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Learning exchange between Citizens UK and SAAYE

Posted on 23/03/2017
By Gillian Cooper
Alan Levine Learning is Hanging Out

My colleague, Mithika and I are looking forward to our upcoming trip to Johannesburg to work with the full core membership and Secretariat of the Southern African Alliance on Youth Employment (SAAYE). As part of the capacity development support to SAAYE, the Foundation has brokered a learning exchange between Citizens UK and the Alliance, trialling a new model of support.

SAAYE is a recently formed alliance of church-based youth organisations, student groups and activists, trade union representatives and youth development trusts from nine Southern African countries. The Foundation has supported the Economic Justice Network (EJN) in establishing SAAYE; EJN now act as SAAYE’s secretariat. Over the past 18 months, SAAYE has been bringing the group closer together, clarifying their strategic mission, and building partnerships and allies. The Foundation has provided support to the Alliance and its members as they have continued to develop their mission at the regional and national levels. Foundation support is also helping the Alliance to enable working relationships between members.

The learning exchange will take SAAYE’s work from strategic planning to the next step: to formulate their actions for change, over a two-year period. We have linked them up with Citizens UK because of their expertise in organising and building the power of civil society to advocate and act. The sessions will be led by Lead Organiser, Emmanuel Gotora and Yasmin Aktar from the East London Community Organisation (TELCO). In addition to Citizen’s skills in developing the capacity of civil society leaders to constructively engage with people in power, the Learning Exchange will draw on Citizen’s work around employment and work such as the Living Wage campaign and the Good Jobs campaign which directly address youth unemployment using a multi-stakeholder group of leaders from London’s community groups, industry employers and training institutions. These experiences will provide some relevant lessons and ideas.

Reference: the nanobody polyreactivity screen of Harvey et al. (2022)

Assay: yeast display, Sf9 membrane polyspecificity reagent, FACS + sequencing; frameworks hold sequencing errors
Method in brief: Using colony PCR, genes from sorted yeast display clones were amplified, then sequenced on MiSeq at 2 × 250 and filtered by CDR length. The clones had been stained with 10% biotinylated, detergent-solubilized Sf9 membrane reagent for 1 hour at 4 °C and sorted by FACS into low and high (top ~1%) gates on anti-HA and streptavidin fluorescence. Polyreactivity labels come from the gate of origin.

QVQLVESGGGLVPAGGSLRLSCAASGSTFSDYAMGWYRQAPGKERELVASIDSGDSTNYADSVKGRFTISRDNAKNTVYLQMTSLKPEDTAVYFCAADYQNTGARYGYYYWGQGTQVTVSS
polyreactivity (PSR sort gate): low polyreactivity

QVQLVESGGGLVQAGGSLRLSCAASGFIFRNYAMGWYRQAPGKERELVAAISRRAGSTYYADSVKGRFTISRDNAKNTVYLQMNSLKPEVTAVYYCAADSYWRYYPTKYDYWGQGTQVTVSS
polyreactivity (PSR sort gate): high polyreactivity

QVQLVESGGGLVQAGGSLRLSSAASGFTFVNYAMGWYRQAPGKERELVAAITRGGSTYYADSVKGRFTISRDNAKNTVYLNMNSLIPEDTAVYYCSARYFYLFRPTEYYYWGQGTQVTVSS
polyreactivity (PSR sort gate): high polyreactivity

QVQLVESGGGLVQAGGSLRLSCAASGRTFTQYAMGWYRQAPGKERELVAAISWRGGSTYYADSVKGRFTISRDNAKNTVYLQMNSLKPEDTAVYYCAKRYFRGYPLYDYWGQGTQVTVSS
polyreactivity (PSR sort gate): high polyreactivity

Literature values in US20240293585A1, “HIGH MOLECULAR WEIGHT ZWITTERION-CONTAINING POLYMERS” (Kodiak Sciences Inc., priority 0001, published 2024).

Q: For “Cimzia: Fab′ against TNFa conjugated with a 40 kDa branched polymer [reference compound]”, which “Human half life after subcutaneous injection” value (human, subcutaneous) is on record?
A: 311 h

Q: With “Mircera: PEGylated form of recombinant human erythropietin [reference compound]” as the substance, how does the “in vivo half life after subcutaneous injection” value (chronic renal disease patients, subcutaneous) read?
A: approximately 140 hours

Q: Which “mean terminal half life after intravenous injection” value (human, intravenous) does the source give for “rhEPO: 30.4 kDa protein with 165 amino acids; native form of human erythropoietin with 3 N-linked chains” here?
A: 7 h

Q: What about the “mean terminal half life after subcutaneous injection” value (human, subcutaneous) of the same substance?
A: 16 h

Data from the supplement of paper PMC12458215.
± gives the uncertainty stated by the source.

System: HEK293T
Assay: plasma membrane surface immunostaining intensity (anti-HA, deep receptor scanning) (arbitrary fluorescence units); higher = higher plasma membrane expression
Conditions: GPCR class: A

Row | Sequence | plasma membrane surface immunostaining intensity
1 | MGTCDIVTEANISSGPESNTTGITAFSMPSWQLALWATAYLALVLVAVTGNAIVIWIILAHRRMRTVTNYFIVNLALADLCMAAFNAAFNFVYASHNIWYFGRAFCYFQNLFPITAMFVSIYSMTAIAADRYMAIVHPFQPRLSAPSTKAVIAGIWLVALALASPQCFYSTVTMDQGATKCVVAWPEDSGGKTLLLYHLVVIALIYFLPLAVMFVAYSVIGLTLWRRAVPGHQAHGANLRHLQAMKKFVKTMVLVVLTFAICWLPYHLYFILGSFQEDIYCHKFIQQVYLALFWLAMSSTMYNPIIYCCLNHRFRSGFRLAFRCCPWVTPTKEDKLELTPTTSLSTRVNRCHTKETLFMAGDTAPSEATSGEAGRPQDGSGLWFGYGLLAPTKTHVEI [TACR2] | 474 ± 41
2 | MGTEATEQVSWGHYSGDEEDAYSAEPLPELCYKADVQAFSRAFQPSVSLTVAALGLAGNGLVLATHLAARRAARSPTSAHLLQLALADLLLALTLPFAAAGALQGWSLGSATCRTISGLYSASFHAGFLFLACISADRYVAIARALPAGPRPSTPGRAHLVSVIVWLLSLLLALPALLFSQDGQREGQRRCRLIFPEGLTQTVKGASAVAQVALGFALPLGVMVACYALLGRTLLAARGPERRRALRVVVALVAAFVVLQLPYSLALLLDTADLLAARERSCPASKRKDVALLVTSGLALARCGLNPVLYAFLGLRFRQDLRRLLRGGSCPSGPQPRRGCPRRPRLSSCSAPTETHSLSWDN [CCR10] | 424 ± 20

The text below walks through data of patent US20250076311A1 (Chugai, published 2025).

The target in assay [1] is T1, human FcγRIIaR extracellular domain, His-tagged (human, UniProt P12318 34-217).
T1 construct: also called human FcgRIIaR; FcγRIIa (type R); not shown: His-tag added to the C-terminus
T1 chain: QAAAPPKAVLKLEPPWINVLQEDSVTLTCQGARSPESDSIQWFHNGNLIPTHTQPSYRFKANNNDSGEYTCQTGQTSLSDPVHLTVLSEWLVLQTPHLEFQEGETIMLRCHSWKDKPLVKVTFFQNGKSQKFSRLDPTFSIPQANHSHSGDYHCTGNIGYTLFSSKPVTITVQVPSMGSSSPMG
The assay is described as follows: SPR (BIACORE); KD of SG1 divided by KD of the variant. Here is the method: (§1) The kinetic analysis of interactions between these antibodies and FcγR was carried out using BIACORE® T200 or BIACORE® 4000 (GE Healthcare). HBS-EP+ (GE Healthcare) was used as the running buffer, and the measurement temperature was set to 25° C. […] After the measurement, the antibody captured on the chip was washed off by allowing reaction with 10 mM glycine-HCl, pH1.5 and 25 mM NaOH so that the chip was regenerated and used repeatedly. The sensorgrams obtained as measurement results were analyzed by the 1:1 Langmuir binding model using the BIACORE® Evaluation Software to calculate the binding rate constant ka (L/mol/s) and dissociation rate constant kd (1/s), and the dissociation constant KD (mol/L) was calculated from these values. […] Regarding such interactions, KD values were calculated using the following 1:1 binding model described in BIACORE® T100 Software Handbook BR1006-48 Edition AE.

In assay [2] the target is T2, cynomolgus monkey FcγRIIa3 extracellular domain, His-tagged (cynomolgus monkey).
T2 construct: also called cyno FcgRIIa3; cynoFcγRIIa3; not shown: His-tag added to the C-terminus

It is our hope that at the end of the four-day exchange, SAAYE national teams and the Secretariat will have analysed where, with whom and how, in each of their theories of change, they should target specific actions to have the greatest potential impact. Key questions like: Where can SAAYE have most relational power in making change on youth employment in each country? Who has power inside and outside the formal structures regarding youth employment policy nationally and regionally? How do the people who can make decisions relate to each other and how can SAAYE influence them? The outputs from the learning exchange will be available on the Foundation’s website.

The learning exchange between SAYEE and Citizens UK takes place in Johannesburg from 24 to 31 March, 2017. Photo Credit: Alan Levine Flickr CC 


Southern African Alliance for Youth Employment

Southern Africa has a large youth population and low levels of decent employment for its youth. Irregularity of work, lack of formal employment and poor social protection has affected poverty levels and inequality.